Some of the conversations, and I urge you to look at the previous summit cycles, some of the sessions of the summit have shaped policy today. I’ll give you a great example. So in 2018, the director general of the World Health Organization came … to the World Government Summit and said that there is a coming pandemic. Some people laughed and ignored, other said there are conspiracy theories. We said, as a government, we need to be neutral and we need to be pragmatic. What does this mean? So if someone comes and says that, what is the most reasonable, the most responsible thing you should do as a government?
So the next year, we convened a forum, called the Disease X Forum. That focused on looking at what are the coming pandemics, how can you best effectively put (in place) the mechanisms to combat them, and what does an effective means for combatting this pandemic look like? What are the metrics. … We took it seriously and we invited all countries of the World Health Summit to take it seriously as well. Some did, others ignored it. But when COVID-19 hit, it was very easy to open that guideline and say, “Oh we have a playbook here. We don’t need to discover and find our way in the dark. … We can see if it works, make alterations based on what this pandemic is, and see the outcomes.”
If you look at the Bloomberg COVID Resiliency Index, the UAE ranks No. 1. We had the shortest lockdown period — six weeks. Life went completely back to normal, our economy boomed, that I think is a perfect justification of why governments need to have constant dialogue. Constant dialogue is a definite plus. I have never seen anyone who has gotten a negative cost because of dialogue. It is always good for humans.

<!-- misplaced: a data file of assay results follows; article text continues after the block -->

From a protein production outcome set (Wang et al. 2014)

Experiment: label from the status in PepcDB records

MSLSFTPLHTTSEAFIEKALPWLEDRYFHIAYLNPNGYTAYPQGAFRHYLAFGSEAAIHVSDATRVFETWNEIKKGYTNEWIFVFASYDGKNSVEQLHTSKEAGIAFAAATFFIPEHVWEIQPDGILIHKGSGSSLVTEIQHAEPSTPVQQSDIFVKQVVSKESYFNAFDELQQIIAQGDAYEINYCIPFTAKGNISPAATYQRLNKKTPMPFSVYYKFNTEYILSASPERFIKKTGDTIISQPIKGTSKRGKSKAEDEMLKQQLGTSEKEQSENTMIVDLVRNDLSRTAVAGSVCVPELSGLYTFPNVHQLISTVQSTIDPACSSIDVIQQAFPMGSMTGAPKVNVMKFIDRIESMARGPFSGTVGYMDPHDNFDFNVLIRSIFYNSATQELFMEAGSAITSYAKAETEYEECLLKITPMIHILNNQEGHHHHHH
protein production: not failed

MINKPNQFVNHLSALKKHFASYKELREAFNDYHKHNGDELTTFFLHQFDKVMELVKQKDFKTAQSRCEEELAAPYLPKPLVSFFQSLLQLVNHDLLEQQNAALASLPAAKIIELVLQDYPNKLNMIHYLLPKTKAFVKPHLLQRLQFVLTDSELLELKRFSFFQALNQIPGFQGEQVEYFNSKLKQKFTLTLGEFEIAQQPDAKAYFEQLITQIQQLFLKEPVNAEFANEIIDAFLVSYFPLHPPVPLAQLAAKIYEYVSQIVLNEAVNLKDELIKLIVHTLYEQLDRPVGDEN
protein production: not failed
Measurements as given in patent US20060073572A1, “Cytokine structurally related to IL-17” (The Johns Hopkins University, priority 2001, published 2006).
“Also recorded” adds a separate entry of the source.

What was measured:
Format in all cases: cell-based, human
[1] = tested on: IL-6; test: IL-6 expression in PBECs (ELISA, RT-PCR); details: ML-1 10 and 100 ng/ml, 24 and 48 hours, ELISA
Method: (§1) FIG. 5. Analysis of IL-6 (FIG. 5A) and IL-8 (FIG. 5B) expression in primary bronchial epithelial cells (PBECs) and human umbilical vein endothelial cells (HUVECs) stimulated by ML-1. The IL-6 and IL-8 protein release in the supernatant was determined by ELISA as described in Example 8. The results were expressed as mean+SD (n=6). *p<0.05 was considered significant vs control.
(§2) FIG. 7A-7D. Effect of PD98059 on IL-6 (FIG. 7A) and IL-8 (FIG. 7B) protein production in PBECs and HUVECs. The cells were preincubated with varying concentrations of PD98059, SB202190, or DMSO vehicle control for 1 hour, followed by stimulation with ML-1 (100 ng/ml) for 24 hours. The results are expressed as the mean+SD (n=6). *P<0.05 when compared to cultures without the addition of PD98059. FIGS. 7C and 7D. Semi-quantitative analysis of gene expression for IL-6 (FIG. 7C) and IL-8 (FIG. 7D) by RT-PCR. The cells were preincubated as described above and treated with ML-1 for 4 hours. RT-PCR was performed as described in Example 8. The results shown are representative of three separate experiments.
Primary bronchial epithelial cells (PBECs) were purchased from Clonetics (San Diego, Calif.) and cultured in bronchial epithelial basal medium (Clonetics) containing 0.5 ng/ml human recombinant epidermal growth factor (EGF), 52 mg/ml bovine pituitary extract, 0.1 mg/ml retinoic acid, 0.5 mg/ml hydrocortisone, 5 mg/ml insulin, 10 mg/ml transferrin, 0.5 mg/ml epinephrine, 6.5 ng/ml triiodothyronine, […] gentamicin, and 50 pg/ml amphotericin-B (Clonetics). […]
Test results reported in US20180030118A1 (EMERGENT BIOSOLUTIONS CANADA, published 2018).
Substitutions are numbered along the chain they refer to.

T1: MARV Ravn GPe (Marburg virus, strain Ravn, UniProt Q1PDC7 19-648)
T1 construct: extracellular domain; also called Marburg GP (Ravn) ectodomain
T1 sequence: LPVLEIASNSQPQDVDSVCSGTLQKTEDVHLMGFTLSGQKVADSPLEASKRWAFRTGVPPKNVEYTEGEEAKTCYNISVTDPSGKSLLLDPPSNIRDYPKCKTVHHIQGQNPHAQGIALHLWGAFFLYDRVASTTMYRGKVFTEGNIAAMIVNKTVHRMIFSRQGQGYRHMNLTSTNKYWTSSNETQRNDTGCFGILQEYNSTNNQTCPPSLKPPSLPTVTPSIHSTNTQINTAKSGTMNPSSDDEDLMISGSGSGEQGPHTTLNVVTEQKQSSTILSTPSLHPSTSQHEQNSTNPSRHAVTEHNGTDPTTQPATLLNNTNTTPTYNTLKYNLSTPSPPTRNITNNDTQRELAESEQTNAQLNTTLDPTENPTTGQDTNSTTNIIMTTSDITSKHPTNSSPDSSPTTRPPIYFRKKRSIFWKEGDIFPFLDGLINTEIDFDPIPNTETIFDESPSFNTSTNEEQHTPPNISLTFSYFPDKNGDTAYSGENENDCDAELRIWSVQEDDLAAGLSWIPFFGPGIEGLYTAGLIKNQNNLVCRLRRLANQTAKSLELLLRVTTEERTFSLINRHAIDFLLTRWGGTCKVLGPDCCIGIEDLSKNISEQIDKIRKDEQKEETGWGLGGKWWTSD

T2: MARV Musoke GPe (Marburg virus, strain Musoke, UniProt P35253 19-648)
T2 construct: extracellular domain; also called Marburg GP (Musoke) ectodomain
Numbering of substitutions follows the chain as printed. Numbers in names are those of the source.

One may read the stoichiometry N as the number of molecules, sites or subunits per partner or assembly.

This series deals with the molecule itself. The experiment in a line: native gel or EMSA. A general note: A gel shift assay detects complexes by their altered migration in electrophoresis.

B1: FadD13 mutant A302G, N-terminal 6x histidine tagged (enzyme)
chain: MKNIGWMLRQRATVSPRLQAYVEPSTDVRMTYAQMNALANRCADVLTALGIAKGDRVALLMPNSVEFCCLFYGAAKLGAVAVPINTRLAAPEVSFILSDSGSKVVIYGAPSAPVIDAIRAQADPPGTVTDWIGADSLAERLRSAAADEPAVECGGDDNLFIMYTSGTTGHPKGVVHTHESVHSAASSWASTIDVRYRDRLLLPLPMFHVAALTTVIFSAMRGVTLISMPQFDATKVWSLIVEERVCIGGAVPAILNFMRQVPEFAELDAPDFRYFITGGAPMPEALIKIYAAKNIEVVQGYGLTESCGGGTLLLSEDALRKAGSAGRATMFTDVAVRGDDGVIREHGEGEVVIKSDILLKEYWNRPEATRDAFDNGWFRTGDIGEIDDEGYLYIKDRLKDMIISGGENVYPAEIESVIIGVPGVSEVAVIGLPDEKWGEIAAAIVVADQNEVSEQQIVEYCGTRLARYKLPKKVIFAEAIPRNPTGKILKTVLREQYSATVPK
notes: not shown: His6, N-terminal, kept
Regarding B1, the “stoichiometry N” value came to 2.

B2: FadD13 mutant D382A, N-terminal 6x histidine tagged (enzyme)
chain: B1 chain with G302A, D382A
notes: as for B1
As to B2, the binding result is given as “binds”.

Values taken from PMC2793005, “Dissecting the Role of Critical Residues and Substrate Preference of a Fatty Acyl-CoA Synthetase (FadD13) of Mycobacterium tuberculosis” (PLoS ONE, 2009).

DN: The lockdown was very hard in the beginning. Very strict, the first three or four weeks, is that not correct?
Al Olama: So let me tell you, the first three weeks was only at night, so 10 p.m. lockdown. Then the next three weeks were complete lockdown. And then after that was completely open. So no curfew, no restrictions. You were only required to do two things: wear a mask and take care that you don’t expose others. Slowly but surely we were able to adapt to get the best outcomes.
DN: Were you able to get the vaccine? Was the government able to help with that?
Al Olama: So with the vaccine we did a few things. The first thing is we gave people the ability to get any vaccine you want. You were not forced to take a specific vaccine. There was the Chinese vaccine, the Russian vaccine, the Pfizer, AstraZeneca. So you have a suite of vaccines, choose the one you want. There was no need in the beginning and even now to push people to do it. People can choose. … We don’t claim this is the best approach for everyone. You need to understand that we have a younger population. It’s a smaller number. We have cutting-edge infrastructure. So it worked for us. And we are happy to share it with anyone. But being agile, being adaptive, is key.
DN: This morning in the plenary — and it’s an amazing event by the way — they talked about the speed of change, that it’s coming very very fast, that what we’re doing in the next 10 years will outdo what has occurred the past 100 years. Can you talk about the speed of change from your perspective?